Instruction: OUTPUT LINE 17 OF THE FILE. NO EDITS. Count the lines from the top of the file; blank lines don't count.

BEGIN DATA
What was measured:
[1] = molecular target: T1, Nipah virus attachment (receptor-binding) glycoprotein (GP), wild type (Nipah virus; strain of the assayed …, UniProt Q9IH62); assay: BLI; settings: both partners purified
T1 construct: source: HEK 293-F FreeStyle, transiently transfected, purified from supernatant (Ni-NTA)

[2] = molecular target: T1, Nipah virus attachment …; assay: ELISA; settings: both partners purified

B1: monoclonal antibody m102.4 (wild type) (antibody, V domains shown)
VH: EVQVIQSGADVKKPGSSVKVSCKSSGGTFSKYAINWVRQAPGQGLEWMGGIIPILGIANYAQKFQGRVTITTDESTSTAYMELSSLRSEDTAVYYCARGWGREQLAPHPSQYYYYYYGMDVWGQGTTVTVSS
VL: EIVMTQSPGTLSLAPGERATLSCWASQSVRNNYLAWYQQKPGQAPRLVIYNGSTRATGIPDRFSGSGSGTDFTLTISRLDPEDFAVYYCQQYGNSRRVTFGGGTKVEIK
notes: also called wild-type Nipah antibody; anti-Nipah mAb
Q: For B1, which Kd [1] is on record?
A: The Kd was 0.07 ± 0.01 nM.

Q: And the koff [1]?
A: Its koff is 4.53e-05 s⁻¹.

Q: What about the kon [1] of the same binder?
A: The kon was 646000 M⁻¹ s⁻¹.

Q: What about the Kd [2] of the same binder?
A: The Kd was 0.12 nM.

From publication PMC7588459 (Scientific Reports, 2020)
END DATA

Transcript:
From publication PMC7588459 (Scientific Reports, 2020)